Today is Monday, November 2, 2020. It’s the day before an election in the United States of America.
In my six score (plus) years of life, I don’t recall a similar time of speculation, anxiety and fear associated with an election. As the headline of an article today read, “The Most Consequential Election In A Lifetime (And This Time They Mean It).”
I am constantly awed by the intersection of life and faith. Scripture informs us that our new-life not only changes our thinking (Romans 12:2) and supplants our racial identity (1 Peter 2:9) but it altogether transforms us (2 Corinthians 5:17). Sadly, like a game of whack-a-mole, our prior life seems to pop-up and influence our faith more than faith guiding our new life.
Vote like your life depends on it!
That’s the refrain being shouted from Main Street, television and social media. We are also hearing the same thing in our sacred places—our hearts and communities of faith. Full disclosure: I am an ardent advocate of exercising the right to vote and have not missed the opportunity with any election of eligibility.
Still, vote like my life depends on it?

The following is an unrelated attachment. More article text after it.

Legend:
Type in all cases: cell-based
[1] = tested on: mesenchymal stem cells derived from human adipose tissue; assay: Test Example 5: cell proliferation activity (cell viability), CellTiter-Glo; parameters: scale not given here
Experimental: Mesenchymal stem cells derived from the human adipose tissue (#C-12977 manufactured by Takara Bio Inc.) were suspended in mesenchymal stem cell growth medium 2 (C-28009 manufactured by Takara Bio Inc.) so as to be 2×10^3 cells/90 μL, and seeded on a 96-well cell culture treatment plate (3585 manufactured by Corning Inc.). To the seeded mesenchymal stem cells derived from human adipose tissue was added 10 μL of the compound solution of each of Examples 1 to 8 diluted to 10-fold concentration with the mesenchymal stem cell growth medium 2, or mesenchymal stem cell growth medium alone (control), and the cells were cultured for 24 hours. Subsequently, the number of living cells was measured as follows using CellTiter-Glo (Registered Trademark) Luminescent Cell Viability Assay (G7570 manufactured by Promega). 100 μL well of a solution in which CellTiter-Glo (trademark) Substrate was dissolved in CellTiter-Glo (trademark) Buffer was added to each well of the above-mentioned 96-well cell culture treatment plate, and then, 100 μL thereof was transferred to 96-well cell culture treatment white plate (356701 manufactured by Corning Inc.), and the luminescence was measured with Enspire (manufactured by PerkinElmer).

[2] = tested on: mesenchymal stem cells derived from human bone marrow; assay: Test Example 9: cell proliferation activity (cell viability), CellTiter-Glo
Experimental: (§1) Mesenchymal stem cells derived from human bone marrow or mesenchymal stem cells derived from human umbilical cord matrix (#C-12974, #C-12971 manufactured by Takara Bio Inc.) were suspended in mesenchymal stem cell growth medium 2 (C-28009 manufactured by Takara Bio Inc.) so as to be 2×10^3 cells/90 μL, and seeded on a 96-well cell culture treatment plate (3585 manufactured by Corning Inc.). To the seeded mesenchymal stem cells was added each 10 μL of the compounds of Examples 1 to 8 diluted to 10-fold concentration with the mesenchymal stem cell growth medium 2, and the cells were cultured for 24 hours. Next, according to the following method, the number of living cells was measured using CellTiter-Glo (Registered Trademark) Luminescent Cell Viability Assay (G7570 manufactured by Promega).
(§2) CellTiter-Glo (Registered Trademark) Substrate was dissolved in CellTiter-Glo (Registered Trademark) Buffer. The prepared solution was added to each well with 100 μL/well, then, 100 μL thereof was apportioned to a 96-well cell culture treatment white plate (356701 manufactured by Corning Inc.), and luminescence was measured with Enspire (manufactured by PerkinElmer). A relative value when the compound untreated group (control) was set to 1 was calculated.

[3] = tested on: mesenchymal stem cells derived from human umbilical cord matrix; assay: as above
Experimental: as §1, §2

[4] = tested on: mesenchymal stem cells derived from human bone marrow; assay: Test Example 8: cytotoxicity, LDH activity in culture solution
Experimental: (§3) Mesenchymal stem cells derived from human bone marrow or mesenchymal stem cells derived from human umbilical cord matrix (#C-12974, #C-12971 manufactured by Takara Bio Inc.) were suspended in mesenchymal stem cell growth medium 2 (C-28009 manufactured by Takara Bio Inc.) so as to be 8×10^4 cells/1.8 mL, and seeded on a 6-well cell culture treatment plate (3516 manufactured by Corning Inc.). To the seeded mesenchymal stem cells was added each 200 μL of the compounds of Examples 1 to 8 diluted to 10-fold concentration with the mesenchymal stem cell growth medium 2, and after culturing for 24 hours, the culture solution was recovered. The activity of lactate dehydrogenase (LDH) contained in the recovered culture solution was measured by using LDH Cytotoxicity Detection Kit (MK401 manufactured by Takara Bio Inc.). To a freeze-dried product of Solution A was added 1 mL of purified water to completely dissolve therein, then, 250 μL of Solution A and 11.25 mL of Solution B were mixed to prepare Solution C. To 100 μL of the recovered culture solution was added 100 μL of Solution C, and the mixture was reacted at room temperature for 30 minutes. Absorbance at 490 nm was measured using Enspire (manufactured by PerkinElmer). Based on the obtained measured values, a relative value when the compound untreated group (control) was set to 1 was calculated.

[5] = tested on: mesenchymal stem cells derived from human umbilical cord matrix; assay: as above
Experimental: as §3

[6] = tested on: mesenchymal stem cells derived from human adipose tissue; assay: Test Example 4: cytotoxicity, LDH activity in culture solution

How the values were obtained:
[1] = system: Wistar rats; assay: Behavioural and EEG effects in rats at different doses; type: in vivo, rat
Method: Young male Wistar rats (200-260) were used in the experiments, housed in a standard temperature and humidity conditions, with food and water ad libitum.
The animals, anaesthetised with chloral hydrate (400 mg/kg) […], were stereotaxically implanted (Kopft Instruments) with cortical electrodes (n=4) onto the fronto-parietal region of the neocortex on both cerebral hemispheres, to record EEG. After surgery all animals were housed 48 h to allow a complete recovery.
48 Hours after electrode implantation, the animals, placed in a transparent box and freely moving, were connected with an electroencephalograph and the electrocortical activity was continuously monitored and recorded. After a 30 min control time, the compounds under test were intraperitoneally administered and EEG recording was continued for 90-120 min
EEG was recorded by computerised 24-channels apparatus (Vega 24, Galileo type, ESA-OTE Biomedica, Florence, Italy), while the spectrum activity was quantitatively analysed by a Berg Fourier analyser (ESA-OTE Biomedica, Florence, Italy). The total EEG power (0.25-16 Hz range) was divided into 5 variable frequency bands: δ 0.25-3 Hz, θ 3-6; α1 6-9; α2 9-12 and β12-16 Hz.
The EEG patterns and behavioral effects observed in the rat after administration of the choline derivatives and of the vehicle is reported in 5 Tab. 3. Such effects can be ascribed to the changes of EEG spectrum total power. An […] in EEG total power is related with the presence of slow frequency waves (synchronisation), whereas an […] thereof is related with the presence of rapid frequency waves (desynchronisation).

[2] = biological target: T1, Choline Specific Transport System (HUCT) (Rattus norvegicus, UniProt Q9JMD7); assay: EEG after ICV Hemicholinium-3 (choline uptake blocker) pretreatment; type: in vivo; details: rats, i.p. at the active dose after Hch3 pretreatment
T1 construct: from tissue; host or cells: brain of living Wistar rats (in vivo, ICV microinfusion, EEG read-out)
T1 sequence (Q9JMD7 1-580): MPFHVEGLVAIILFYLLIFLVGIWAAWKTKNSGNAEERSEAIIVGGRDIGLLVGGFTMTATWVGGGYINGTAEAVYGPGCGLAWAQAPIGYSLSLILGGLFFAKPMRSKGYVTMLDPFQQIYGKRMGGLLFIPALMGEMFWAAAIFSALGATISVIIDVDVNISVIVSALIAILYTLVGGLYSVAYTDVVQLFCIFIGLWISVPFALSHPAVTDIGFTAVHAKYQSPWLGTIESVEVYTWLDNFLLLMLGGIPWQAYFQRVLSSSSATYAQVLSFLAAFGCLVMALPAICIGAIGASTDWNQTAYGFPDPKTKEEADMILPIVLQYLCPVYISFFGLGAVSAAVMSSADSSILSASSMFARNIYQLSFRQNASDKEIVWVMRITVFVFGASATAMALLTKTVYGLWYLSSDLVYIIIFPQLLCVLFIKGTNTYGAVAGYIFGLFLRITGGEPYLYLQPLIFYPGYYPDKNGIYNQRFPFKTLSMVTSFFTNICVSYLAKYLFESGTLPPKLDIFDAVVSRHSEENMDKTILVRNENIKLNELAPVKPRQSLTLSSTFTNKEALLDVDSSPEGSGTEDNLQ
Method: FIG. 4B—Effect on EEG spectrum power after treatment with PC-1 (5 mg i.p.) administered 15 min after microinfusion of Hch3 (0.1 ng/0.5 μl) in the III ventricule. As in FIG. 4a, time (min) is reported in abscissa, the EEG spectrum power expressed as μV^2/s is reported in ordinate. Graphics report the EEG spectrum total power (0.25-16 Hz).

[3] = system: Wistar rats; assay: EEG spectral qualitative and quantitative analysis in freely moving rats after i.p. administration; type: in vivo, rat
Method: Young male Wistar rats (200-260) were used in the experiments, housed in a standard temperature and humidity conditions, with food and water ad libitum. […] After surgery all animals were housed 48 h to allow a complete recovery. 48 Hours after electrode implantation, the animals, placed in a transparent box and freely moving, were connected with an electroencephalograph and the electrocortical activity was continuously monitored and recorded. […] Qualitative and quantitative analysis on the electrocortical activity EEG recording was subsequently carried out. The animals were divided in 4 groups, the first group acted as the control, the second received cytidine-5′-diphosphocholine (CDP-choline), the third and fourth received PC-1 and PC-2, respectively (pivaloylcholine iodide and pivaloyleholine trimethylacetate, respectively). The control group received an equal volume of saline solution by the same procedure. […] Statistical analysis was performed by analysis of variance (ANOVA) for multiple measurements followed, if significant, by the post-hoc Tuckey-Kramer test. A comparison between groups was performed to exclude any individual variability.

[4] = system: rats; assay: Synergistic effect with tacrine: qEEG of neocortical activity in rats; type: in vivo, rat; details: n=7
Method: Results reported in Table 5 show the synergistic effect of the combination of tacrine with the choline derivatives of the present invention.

The Book of Daniel shows an ardent God-follower navigating life in a land and culture that (at least on its surface) is antithetical to his faith. At a time of great personal and national anxiety, God’s messenger said, “Do not be afraid, Daniel. Since the first day that you set your mind to gain understanding and to humble yourself before your God, your words were heard, and I have come in response to them.”
Vote like your life depends on it?
Let me suggest a different approach. Pray like our life depends on it!
The article concluded, “the outcome will likely have consequences for how politics is practiced and how Americans conduct themselves for generations to come.”
A p-k (preacher’s kid), Mark is the eighth of nine children born to Reuben and Henrietta Meeks, prolific planters of nearly 30 churches throughout the Central Valley of California. After four decades of teaching, discipling, and ministering, including to the hospitalized and imprisoned, Mark responded to God’s call to pastoral ministry. In addition to degrees in civil engineering and public administration, Mark received his Masters in Theology from Fuller Seminary.